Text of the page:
Many writers struggle with perfectionism. It's a massive source of stress in both the writing and editing industries. Constantly questioning the quality of your work and trying to make every sentence perfect (particularly while writing your first draft) is a recipe for disaster. It's a time-consuming habit that will make your deadlines come screeching toward you.

Embrace the fact that first drafts are for mistakes. Moreover, for the health of your writing process, it's important to give yourself permission to write an imperfect first draft. Great writing isn't some magical process that happens in one grand coffee-fueled go. Rather, it is a multi-step process that requires lots and lots of revision.

Your first draft isn't the end. It's the beginning. It's where you'll be able to see what works, what doesn’t, and what's clear or muddled within the context of your entire work. Looking back and thinking that your first draft was horrible is a good sign. It shows that you're improving your current writing project while improving your long-term writing skills.

4. Invest in a good editor (use them as a test audience)

Anyone who writes knows the value of a good editor. Whether it’s a friend, a professional, or maybe even your mom, having an outsider's perspective on your writing is worth its weight in gold. That being said, hiring a professional is often the best way to obtain an objective opinion or keep the peace if your family and friends are tired of reading your drafts.

Besides its many other benefits, editing is a valuable opportunity to take your writing out for a test run. It's a chance to see what resonates with your reader and what might be confusing. This is especially useful if your reader may not have as much in-depth knowledge as you do about a non-fiction topic or if you are introducing your reader to a fictional world that they are unfamiliar with.

Investing in a good editor helps reduce your overall stress. Writing is a solitary pursuit, and simply inviting someone else into your process can be a relief. For example, with an editor, it's not just you stressing about incorrect commas or typos. Now, you have the support of a trusted individual to help you catch errors, correct muddled text, elevate your tone, and prepare your writing for its grand debut.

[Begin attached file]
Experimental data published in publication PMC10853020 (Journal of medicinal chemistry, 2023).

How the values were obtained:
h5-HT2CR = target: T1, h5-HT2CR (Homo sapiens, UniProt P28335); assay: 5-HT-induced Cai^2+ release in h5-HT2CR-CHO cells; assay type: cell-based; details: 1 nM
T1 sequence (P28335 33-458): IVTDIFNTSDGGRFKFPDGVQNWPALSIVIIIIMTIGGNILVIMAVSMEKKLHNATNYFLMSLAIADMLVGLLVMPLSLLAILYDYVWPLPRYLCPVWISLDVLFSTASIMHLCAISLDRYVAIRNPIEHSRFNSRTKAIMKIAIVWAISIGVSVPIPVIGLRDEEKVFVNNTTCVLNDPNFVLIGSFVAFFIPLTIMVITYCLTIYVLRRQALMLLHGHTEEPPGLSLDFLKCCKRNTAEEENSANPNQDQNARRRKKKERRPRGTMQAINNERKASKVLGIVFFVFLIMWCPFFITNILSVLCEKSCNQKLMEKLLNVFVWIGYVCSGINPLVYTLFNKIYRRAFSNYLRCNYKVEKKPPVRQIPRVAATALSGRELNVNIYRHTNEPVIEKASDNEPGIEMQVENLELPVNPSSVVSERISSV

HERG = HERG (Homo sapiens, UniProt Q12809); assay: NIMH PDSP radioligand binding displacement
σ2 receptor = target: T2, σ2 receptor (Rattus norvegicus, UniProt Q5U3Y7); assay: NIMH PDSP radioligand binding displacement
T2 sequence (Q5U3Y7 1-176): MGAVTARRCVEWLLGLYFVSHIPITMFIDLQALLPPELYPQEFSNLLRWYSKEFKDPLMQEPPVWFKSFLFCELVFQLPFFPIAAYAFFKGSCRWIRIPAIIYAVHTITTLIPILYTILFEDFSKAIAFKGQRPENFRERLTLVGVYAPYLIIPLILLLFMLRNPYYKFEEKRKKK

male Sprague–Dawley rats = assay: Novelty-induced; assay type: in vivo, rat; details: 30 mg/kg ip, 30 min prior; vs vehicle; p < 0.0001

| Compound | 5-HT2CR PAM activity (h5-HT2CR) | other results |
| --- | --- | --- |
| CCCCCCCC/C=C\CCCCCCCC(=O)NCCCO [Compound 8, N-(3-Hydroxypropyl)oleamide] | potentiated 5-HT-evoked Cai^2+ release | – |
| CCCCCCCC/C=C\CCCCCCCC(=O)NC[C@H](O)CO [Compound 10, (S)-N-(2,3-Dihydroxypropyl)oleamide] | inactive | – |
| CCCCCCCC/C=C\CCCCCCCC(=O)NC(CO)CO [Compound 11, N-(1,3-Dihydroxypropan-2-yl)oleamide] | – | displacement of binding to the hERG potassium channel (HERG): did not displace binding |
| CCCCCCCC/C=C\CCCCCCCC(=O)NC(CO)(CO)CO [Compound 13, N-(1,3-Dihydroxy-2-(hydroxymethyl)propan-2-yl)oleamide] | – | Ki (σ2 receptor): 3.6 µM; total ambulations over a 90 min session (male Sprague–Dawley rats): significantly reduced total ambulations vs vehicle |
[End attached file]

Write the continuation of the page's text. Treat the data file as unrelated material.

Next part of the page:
5. Learn how to say goodbye

After spending so much time revising your writing, it can be very difficult to finally let go. For example, maybe you know an academic who has been drafting their manifesto for well over a decade or a friend who is constantly working on their screenplay. Or, perhaps, you belong to the silent majority of us who rewrite our emails over and over.

Revision is a necessary part of the writing process. It helps you improve your writing skills and develop clear, concise writing. However, like all good things, too much of it can be a problem. Theoretically, you could continue editing your work forever. However, if you do, you're effectively stifling the impact your words could have made in the world.

Learn to trust that your work is enough. Editing is important, but don't use it as an excuse to never share your work.

Enjoy stress-free, clearer, more concise writing

And with that, we've reached the end of this article. Use these five healthy writing habits to reduce stress while improving the clarity and concision of your writing.

It takes time and patience to implement any change; however, these habits are well worth the effort. With them, you should find yourself happier not only with your writing but also with the time you spend devoted to the task.


Image source: NomadSoul1/elements.envato.com


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About the Author

Emily has thrown caution to the wind and pursued a riotous, life-long love affair with English. Over the years, she's worked as an English teacher, an editor, and a copywriter and is now happily employed as Scribendi's junior content marketer. When she's not reading or writing, she's exploring the outdoors.